PAX Prime Day 3 Recap – Better Late than Never Edition
Endless Legend Dev Interview and Demo
Ah the Indie Megabooth, bastion of the future greats of a gaming industry no longer dominated by hefty publisher fees and overbearing corporate suits. So of course I was a bit surprised to see one of the rising stars of outside the box thinking and 4x empire builders to be situated in a small segment at the back of this section. Amplitude Studios is far too large of a company to warrant a seat here, or so I thought.
A member of the Endless Space team going by the moniker of Kaboomer was happy to take me on a half hour test drive of the game, and though his skill at designing 4x titles was clearly superior to his English, after a bit of back and forth we managed to work out a decent dialogue on just what makes this game, and Amplitude Studio itself, special. For starters, it turns out they aren’t nearly as large as I imagined! They have roughly twenty people working on game development, with around thirty-five total employees making the cogs run together. And while that makes sense for why they were in the Indie Megabooth, the question of how their second 4x empire builder is going to stand up to the upcoming juggernaut that is Civlization: Beyond Earth immediately came to mind.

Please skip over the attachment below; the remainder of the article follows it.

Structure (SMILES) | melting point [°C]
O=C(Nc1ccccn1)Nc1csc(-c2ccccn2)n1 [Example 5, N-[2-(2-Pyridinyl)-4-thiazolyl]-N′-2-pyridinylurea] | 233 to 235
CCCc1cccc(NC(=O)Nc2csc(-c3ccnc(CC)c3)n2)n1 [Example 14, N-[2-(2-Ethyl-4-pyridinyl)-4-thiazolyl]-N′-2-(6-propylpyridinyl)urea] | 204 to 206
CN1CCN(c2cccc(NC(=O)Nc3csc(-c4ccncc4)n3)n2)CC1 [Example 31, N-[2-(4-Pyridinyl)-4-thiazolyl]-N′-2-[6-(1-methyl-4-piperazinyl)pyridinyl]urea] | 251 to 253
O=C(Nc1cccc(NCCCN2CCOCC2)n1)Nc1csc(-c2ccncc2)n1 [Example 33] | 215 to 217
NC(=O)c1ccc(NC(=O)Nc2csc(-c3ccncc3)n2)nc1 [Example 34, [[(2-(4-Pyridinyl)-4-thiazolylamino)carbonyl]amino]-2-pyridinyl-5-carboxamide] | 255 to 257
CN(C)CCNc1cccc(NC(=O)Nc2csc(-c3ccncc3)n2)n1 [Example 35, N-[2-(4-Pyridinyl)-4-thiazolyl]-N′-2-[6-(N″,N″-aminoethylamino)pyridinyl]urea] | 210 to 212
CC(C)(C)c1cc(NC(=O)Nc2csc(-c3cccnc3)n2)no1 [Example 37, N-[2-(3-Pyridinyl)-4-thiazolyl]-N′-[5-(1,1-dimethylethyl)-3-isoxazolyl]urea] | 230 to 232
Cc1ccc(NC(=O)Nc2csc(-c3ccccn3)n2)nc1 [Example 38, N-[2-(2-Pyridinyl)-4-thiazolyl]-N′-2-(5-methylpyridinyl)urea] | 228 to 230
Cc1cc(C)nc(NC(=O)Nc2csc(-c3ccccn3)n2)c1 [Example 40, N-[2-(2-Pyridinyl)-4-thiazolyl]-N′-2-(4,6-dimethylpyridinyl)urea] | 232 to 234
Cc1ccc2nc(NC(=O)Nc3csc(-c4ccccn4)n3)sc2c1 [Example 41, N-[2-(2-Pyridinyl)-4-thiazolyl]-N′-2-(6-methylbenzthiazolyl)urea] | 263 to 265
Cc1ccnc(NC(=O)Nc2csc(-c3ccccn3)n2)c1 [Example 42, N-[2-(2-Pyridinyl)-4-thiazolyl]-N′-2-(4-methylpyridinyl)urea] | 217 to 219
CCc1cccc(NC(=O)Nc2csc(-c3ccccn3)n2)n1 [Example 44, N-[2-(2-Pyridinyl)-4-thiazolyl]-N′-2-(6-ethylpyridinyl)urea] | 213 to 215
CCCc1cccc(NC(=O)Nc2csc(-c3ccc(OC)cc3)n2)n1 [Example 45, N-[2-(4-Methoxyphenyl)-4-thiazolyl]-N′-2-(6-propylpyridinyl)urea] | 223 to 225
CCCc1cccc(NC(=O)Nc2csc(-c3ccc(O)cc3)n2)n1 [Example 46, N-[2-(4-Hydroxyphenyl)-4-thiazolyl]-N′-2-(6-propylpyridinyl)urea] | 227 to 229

An odd twist is that both companies are pushing outside their personal charted territories with this year’s launch.While Civilization is reaching to the stars, Amplitude’s previous title was in fact a well-received space empire builder known as Endless Space. As highly regarded as it may be, many of its players that have tried Endless Legend seem to remark on its fantasy edition as a far reaching ambitious title building on the successes of Endless Space with a To Infinity and Beyond mentality. Let’s look into the gameplay to make sense of this.
Building a World – And Rebuilding
For starters I must have kept Kaboomer on the world customization screen longer than anyone else that received a demo walkthrough. The number of customization options for setting up the perfect gameplay session easily matches their larger competitors. One particularly cool option to adjust the map’s “difficulty” setting set it apart by offering a quick way to make resources scarce and combat planning more challenging with a quick flip of a menu rather than having to individually adjust five or so settings to get this desired result. The actual world is everything a fantasy-genre 4x could hope for, with plenty of mystical lore rich resource tiles waiting to dazzle and reward explorers hoping to claim the best early spots for city development.